Compulsory purchase orders (CPOs)

In some situations, the council, the Scottish Government or a utility company may need to buy your home from you, in order to build a road, for example, or a public building such as a school, or because the property you live in is dangerous and needs to be demolished. In order to do this, they must get a compulsory purchase order (CPO). This section explains what CPOs are and how they work, and what you can do if your home is subject to a CPO.

Although CPOs can be used by a variety of different agencies, this section uses the example of the council. However, all public authorities must go through a similar procedure.

Housing laws differ between Scotland and England
This content applies to Scotland only
Get advice if you're in England

  • About compulsory purchase orders

    This page explains what compulsory purchase orders (CPOs) are and how they work, and where you can get help and advice if your home is subject to a CPO.

  • Objecting to a CPO

    How you'll know if the council is applying for a compulsory purchase order and how to object. The council may try to arrange to buy your house voluntarily, to avoid the CPO process.

  • Public inquiries

    If anyone objects to the council's plans to buy land using a compulsory purchase order (CPO), a public inquiry must be held. This page explains what happens at a public inquiry.

  • After a CPO has been confirmed

    Find out what happens after a compulsory purchase order has been confirmed. Check what you can do to challenge the CPO, and what the council has to do to take over ownership of your home.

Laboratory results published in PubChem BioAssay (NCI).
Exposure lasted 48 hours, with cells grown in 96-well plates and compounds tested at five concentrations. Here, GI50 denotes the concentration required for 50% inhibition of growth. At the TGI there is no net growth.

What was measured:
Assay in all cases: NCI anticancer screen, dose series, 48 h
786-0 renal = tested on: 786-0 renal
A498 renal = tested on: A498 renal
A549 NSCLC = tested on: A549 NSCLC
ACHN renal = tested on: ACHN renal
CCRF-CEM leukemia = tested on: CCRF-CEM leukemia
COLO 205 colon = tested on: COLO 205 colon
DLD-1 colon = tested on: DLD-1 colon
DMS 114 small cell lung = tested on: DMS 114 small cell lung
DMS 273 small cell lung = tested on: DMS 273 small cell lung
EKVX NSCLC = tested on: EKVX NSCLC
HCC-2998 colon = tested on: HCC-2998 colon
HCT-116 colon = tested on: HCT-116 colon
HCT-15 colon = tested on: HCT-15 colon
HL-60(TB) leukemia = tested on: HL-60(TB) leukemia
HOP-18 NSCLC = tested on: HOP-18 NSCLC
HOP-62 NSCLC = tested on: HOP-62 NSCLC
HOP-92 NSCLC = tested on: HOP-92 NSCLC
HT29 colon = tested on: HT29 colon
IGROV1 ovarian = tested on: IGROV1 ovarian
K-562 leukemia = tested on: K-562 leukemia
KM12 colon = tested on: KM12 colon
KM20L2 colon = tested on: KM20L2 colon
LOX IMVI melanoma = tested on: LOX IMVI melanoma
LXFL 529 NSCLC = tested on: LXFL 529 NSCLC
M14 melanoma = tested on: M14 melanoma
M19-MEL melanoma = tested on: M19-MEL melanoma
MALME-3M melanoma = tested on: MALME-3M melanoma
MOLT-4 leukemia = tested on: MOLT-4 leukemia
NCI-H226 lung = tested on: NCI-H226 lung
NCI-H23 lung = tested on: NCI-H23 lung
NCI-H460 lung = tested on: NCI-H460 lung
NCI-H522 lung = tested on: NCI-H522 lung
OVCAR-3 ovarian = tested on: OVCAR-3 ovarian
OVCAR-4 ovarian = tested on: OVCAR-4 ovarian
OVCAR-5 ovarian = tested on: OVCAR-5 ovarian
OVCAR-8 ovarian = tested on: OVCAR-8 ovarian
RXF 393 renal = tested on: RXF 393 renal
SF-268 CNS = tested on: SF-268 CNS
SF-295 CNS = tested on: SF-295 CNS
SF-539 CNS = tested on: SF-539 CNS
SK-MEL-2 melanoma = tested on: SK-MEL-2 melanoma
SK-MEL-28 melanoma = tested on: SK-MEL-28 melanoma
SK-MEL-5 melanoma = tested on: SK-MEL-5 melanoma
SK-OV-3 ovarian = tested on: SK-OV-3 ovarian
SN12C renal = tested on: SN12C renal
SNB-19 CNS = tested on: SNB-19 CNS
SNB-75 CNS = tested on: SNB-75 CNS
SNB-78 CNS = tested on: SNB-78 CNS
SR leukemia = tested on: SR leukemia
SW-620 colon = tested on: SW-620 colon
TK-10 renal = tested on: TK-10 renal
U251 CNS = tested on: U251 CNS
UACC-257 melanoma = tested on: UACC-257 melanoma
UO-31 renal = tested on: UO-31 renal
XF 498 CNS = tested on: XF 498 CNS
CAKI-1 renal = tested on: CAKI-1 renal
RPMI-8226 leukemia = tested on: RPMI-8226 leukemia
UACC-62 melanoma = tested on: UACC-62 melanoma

• Agreeing a CPO price

    This page looks at the price you should get for your home if the council, the Scottish Government or another authority buys it from you using a compulsory purchase order (CPO).

  • Blight notices

    If the council or another public authority plans a development that affects your home, it might be hard to sell at a reasonable price. You may be able to force them to buy it by

  • Home loss payments

    If you're forced to move out of your home, for example, because the council has bought it to demolish it, you could apply for a home loss payment to compensate you for the move.

  • Disturbance payments

    If you are forced to leave your home, for example because it is due to be demolished, you may be entitled to a form of compensation called a disturbance payment, to cover removal costs.

  • Well maintained payments

    If you're forced to move out of your home because it's 'substandard', you may be entitled to a well maintained payment for keeping your home in good repair.

Speak to a Shelter Scotland adviser

Call Shelter Scotland's free housing advice helpline

0808 800 4444
9am-5pm, Monday to Friday

Email an adviser

You can also email a housing adviser. We aim to respond within three working days.

Was this page helpful?